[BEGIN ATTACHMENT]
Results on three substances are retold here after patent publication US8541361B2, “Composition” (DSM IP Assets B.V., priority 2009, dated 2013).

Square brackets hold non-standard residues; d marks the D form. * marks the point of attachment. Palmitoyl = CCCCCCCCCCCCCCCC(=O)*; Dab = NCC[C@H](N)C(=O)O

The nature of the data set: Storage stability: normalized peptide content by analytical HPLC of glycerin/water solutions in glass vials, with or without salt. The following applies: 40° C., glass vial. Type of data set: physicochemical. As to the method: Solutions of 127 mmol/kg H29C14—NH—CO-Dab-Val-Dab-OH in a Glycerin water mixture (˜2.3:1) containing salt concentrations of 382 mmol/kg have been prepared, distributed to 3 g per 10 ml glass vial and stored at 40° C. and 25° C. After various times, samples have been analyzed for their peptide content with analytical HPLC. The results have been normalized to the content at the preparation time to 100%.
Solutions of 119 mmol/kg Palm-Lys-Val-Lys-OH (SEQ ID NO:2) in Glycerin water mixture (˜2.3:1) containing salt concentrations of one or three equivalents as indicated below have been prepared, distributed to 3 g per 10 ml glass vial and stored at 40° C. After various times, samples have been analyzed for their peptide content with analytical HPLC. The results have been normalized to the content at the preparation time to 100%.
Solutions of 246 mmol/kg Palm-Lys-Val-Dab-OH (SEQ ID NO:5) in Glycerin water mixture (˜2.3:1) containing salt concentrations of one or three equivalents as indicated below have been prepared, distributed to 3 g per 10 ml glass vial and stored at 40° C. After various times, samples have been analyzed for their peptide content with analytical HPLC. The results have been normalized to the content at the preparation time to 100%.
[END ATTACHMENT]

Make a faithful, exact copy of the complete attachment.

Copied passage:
Results on three substances are retold here after patent publication US8541361B2, “Composition” (DSM IP Assets B.V., priority 2009, dated 2013).

Square brackets hold non-standard residues; d marks the D form. * marks the point of attachment. Palmitoyl = CCCCCCCCCCCCCCCC(=O)*; Dab = NCC[C@H](N)C(=O)O

The nature of the data set: Storage stability: normalized peptide content by analytical HPLC of glycerin/water solutions in glass vials, with or without salt. The following applies: 40° C., glass vial. Type of data set: physicochemical. As to the method: Solutions of 127 mmol/kg H29C14—NH—CO-Dab-Val-Dab-OH in a Glycerin water mixture (˜2.3:1) containing salt concentrations of 382 mmol/kg have been prepared, distributed to 3 g per 10 ml glass vial and stored at 40° C. and 25° C. After various times, samples have been analyzed for their peptide content with analytical HPLC. The results have been normalized to the content at the preparation time to 100%.
Solutions of 119 mmol/kg Palm-Lys-Val-Lys-OH (SEQ ID NO:2) in Glycerin water mixture (˜2.3:1) containing salt concentrations of one or three equivalents as indicated below have been prepared, distributed to 3 g per 10 ml glass vial and stored at 40° C. After various times, samples have been analyzed for their peptide content with analytical HPLC. The results have been normalized to the content at the preparation time to 100%.
Solutions of 246 mmol/kg Palm-Lys-Val-Dab-OH (SEQ ID NO:5) in Glycerin water mixture (˜2.3:1) containing salt concentrations of one or three equivalents as indicated below have been prepared, distributed to 3 g per 10 ml glass vial and stored at 40° C. After various times, samples have been analyzed for their peptide content with analytical HPLC. The results have been normalized to the content at the preparation time to 100%.